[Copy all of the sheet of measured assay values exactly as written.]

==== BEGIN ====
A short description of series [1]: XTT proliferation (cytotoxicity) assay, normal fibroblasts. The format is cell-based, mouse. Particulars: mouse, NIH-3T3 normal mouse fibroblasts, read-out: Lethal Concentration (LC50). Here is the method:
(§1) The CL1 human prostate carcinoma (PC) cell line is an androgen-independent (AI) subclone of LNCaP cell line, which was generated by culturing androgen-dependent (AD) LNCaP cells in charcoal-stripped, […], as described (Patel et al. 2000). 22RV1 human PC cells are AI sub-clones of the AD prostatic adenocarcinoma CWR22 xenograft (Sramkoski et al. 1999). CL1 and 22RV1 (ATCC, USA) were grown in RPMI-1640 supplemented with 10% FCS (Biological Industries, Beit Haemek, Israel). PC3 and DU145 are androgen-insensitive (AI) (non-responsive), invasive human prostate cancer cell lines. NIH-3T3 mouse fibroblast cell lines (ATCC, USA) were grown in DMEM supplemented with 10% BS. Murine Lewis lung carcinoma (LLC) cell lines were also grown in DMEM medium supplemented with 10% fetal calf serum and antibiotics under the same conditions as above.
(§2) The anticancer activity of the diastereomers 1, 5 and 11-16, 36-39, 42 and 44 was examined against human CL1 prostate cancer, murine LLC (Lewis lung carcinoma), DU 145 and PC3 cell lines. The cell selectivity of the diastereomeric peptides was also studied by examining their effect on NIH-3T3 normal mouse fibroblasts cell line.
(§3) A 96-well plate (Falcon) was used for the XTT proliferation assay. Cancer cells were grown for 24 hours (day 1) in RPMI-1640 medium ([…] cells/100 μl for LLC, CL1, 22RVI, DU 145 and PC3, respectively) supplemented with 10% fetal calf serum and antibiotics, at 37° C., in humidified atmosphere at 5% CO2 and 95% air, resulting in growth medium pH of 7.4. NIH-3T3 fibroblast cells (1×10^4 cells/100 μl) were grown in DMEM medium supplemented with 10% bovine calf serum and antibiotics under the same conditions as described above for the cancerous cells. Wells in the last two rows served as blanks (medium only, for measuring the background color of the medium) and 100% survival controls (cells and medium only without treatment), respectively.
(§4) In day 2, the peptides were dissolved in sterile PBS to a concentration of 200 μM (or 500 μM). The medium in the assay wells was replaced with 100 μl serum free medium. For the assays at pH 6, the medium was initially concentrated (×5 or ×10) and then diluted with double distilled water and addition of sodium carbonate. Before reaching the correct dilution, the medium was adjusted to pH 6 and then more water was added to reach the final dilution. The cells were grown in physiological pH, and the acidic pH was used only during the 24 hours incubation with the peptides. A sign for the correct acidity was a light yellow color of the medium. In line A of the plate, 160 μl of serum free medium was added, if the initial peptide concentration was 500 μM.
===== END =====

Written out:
A short description of series [1]: XTT proliferation (cytotoxicity) assay, normal fibroblasts. The format is cell-based, mouse. Particulars: mouse, NIH-3T3 normal mouse fibroblasts, read-out: Lethal Concentration (LC50). Here is the method:
(§1) The CL1 human prostate carcinoma (PC) cell line is an androgen-independent (AI) subclone of LNCaP cell line, which was generated by culturing androgen-dependent (AD) LNCaP cells in charcoal-stripped, […], as described (Patel et al. 2000). 22RV1 human PC cells are AI sub-clones of the AD prostatic adenocarcinoma CWR22 xenograft (Sramkoski et al. 1999). CL1 and 22RV1 (ATCC, USA) were grown in RPMI-1640 supplemented with 10% FCS (Biological Industries, Beit Haemek, Israel). PC3 and DU145 are androgen-insensitive (AI) (non-responsive), invasive human prostate cancer cell lines. NIH-3T3 mouse fibroblast cell lines (ATCC, USA) were grown in DMEM supplemented with 10% BS. Murine Lewis lung carcinoma (LLC) cell lines were also grown in DMEM medium supplemented with 10% fetal calf serum and antibiotics under the same conditions as above.
(§2) The anticancer activity of the diastereomers 1, 5 and 11-16, 36-39, 42 and 44 was examined against human CL1 prostate cancer, murine LLC (Lewis lung carcinoma), DU 145 and PC3 cell lines. The cell selectivity of the diastereomeric peptides was also studied by examining their effect on NIH-3T3 normal mouse fibroblasts cell line.
(§3) A 96-well plate (Falcon) was used for the XTT proliferation assay. Cancer cells were grown for 24 hours (day 1) in RPMI-1640 medium ([…] cells/100 μl for LLC, CL1, 22RVI, DU 145 and PC3, respectively) supplemented with 10% fetal calf serum and antibiotics, at 37° C., in humidified atmosphere at 5% CO2 and 95% air, resulting in growth medium pH of 7.4. NIH-3T3 fibroblast cells (1×10^4 cells/100 μl) were grown in DMEM medium supplemented with 10% bovine calf serum and antibiotics under the same conditions as described above for the cancerous cells. Wells in the last two rows served as blanks (medium only, for measuring the background color of the medium) and 100% survival controls (cells and medium only without treatment), respectively.
(§4) In day 2, the peptides were dissolved in sterile PBS to a concentration of 200 μM (or 500 μM). The medium in the assay wells was replaced with 100 μl serum free medium. For the assays at pH 6, the medium was initially concentrated (×5 or ×10) and then diluted with double distilled water and addition of sodium carbonate. Before reaching the correct dilution, the medium was adjusted to pH 6 and then more water was added to reach the final dilution. The cells were grown in physiological pH, and the acidic pH was used only during the 24 hours incubation with the peptides. A sign for the correct acidity was a light yellow color of the medium. In line A of the plate, 160 μl of serum free medium was added, if the initial peptide concentration was 500 μM.